Dominating the prospect from Plaza San Martín, one of Argentina’s few notable 17th-century buildings, Córdoba’s cathedral was the work of several architects, most notably Jesuit Andrés Blanqui (who designed the neoclassical facade) and Franciscan Vicente Muñoz (responsible for the Romanesque dome). Begun in 1677, this extended project resulted in contradictory styles—the towers were the work of an anonymous architect and postdated the building’s inauguration in 1758. The richly decorated interior is the work of Catamarca-born painter Emilio Caraffa (1863–1939).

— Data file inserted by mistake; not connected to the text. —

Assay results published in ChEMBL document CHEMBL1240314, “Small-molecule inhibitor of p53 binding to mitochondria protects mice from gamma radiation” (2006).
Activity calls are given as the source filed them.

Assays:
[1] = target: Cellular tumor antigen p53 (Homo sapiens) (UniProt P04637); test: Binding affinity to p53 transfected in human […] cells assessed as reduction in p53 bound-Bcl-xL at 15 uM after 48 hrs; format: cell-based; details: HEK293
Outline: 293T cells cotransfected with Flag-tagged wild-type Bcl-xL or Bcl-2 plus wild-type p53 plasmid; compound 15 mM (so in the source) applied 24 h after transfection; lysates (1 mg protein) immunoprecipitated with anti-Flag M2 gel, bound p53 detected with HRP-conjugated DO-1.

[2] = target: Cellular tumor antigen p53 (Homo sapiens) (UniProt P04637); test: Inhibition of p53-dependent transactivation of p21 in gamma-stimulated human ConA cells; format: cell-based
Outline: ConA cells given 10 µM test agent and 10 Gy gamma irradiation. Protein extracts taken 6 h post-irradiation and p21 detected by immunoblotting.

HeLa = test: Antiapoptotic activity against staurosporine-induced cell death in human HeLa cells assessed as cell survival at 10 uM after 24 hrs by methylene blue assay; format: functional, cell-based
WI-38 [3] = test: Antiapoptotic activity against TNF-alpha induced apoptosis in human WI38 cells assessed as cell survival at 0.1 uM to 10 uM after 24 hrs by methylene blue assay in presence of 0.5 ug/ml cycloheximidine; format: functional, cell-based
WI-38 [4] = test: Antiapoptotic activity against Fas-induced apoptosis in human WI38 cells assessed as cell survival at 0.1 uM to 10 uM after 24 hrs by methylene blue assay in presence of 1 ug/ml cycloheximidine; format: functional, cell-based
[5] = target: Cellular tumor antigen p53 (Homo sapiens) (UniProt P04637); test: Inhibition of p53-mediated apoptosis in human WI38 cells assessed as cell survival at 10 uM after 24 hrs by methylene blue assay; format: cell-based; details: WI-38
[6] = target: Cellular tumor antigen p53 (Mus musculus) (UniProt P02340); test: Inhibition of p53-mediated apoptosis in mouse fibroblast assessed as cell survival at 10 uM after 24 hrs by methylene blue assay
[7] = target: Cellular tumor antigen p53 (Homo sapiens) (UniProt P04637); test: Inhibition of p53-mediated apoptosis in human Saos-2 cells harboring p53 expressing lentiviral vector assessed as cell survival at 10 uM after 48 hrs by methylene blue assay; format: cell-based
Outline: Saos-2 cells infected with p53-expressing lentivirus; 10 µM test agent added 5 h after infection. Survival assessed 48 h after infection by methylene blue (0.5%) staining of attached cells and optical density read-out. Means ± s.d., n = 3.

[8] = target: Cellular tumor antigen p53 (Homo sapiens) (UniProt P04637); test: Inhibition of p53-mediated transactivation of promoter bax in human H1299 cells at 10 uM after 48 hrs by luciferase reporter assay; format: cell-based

The cathedral is also the final resting place of several distinguished Cordobeses, including priest-politician Gregorio Funes (1749–1829), a key independence figure, and General José María Paz (1791–1854), whose career spanned the wars of independence and the civil wars against Rosas. The most offbeat presence is the literally heartless Fray Mamerto Esquiú (1826–1883)—following his sudden death and an autopsy, the Franciscan bishop left his heart in his Catamarca birthplace (where the pickled-in-alcohol organ was on display in the order’s landmark church before being stolen a few years ago).
© Wayne Bernhardson from Moon Argentina, 3rd edition